To the south of San Salvador there were a series of constructions of which there are still remains today to the south of the cathedral and below the current Episcopal palace. Taking advantage of its total destruction during the Spanish Civil War and as part of the reconstruction work, excavations were carried out between 1942 and 1950. Archaeologists José María Fernández Buelta and Víctor Hevia Granda determined that they corresponded to the royal palace of Alfonso II the Chaste. However, this opinion is now rejected by other historians, such as César García de Castro Valdés and Eduardo Carrero Santamaría, who question the original location of the palace, while the remains next to the cathedral must have belonged to the clergy who took care of San Salvador until it was promoted to cathedral status, at which point they must have been transformed into the Bishop's palace and other episcopal quarters, at the same time as the houses and palaces of the chapter dignitaries were built in the surrounding area, which, to a large extent, survived topographically until the contemporary opening of the current Corrada del Obispo. 9 10 The Holy Chamber would therefore be the treasury of the cathedral of San Salvador, following the constants of the architecture of the time, made up of two superimposed spaces attached to a higher square structure called the Tower of San Miguel.11 There is no documentary evidence of the functioning of the lower floor, nicknamed the "crypt of Santa Leocadia", which served as a burial space at a somewhat later date than its construction, with the raising of a funerary portico on its north side. The upper one, the treasury itself, later known as the Chapel of San Miguel, acquired in the 11th century, once the cult of relics and pilgrimage had developed, the function of reliquary that it retains today. It is assumed that the construction of this building took place around 884, during the reign of Alfonso III the Great, together with the Old Tower which served as a defence and completed the fortification of the previously erected complex.

At the end of the 11th century, the Old Tower completed its defensive function with that of a bell tower, receiving for this purpose a Romanesque body with two openings in the façade with a semicircular vault.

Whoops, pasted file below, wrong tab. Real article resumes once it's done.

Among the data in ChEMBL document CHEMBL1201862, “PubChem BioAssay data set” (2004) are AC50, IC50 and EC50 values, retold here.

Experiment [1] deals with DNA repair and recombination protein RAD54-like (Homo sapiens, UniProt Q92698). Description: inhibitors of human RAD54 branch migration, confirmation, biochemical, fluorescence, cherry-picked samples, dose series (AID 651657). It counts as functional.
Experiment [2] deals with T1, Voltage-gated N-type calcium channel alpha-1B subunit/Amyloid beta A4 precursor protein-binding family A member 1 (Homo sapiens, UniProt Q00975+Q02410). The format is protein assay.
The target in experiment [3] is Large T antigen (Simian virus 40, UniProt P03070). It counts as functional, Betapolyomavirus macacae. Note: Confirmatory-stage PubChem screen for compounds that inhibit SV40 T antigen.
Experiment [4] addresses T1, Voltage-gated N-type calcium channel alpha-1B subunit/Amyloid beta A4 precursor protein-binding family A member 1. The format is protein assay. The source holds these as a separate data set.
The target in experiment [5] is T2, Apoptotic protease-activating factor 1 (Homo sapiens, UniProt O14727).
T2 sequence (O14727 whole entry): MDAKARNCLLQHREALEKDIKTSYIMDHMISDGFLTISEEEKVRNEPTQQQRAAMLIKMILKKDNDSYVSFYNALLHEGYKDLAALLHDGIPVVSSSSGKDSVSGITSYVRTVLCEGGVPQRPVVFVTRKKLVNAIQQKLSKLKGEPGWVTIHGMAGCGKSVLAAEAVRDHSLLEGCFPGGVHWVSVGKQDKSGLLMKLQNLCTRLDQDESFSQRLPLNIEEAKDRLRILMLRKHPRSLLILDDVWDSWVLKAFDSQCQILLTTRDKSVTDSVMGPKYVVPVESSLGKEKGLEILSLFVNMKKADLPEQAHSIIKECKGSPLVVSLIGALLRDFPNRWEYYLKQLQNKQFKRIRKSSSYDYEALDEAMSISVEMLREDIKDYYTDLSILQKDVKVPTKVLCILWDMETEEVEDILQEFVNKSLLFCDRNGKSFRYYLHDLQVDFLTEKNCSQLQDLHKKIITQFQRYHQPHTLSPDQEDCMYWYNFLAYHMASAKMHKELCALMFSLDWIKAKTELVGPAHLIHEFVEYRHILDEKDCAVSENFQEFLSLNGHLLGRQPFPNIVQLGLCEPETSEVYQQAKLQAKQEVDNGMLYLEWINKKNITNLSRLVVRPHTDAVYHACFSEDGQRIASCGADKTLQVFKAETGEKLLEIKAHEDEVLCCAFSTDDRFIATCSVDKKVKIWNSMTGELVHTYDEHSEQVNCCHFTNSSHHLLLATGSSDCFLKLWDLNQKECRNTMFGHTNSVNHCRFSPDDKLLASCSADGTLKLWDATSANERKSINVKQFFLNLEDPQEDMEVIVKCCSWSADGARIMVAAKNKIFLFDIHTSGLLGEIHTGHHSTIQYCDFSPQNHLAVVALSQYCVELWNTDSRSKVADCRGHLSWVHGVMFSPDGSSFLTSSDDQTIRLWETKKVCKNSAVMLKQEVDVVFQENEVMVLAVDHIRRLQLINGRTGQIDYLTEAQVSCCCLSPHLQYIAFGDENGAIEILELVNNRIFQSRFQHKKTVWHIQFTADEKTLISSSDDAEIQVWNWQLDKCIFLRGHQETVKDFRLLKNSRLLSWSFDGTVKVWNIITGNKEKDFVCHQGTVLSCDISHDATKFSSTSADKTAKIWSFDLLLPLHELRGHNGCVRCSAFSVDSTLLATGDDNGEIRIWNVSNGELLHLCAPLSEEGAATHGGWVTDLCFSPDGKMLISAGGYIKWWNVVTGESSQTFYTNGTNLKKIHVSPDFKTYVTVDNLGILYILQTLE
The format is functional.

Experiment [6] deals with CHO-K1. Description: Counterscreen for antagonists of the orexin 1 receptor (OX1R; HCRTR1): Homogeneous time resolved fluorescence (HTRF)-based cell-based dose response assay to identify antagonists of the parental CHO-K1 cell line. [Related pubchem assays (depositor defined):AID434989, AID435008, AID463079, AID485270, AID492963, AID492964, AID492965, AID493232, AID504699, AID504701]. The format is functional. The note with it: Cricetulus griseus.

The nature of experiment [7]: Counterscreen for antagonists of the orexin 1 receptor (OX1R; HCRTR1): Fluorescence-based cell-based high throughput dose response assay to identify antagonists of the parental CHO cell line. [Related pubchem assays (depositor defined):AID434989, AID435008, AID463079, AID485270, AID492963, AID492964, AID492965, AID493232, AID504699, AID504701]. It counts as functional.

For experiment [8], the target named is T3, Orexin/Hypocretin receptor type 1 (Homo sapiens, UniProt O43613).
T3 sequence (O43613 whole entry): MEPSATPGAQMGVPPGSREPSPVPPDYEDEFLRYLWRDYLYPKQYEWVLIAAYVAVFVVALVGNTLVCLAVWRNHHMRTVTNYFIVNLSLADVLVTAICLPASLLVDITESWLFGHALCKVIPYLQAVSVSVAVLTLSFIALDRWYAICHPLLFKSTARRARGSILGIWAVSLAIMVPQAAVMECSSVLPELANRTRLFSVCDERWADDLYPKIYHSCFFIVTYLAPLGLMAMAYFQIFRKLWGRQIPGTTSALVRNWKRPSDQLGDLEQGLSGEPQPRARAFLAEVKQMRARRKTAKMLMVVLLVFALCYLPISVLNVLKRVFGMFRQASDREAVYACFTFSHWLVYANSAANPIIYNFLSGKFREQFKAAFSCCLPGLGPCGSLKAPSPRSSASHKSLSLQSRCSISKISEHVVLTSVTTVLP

More important is the reform carried out in the Holy Chamber at the end of the 12th century. The old wooden roof was dismantled to build a barrel vault that rests inside on columns on which an Apostleship was sculpted, a masterpiece of Spanish Romanesque art. The sculpted heads of Christ, Saint John and the Virgin were embedded in the west wall, and the rest of the scene was painted on the wall itself. The remains of the painting on this wall disappeared when the Holy Chamber was blown up during the Asturias Revolution of 1934, and so today the heads appear to be out of context.

The influence of Gothic architecture, which was already evident in Castile at the beginning of the 13th century, did not reach Asturias until the end of that century, when the Gothic renovation of the cathedral complex began, not in the main building, perhaps out of reverence for the old basilica or due to a lack of resources to undertake such a large-scale work, but in the annexed buildings: the chapter house and the cloister. It would be almost another century before the Gothic cathedral was begun.

The chapterhouse owes its construction to the patronage of the cathedral's chantre Pedro Esteban, who died in 1293 and was buried in the chapterhouse itself, and to that of the dean and later bishop Fernando Alfonso. Neither the architect responsible for the design and direction of the building's construction, nor its starting date are known. It is known that in 1300 they were already begun and that in March 1314 the first meeting of the cathedral chapter took place in the new hall.

The construction of the Gothic church began in 1382 under the mandate of Bishop Gutierre de Toledo. Juan de Badajoz el Viejo was chosen as the first architect, although Juan de Candamo de las Tablas and Pedro Bunyeres 1920 also worked on the transformation of the presbytery into a main chapel.

In the 16th century the portico and the tower of the façade were completed. This is what we can see of the cathedral today. In the following centuries, works and improvements were carried out in many of the chapels.

On 11 October 1934, during the burning of convents during the Asturias Revolution, a group of revolutionaries exploded a bomb in the crypt of the Holy Chamber that ruined a large part of the monument and caused serious damage to the structure. The works of art were also badly damaged and important relics were lost, although treasures such as the Holy Shroud could be rescued from the rubble. The reconstruction of this disaster was carried out between 1939 and 1942, respecting as far as possible and rebuilding according to the original.

Article obtained from Wikipedia article Wikipedia in his version of 12/07/2022, by various authors under the license Licencia de Documentación Libre GNU.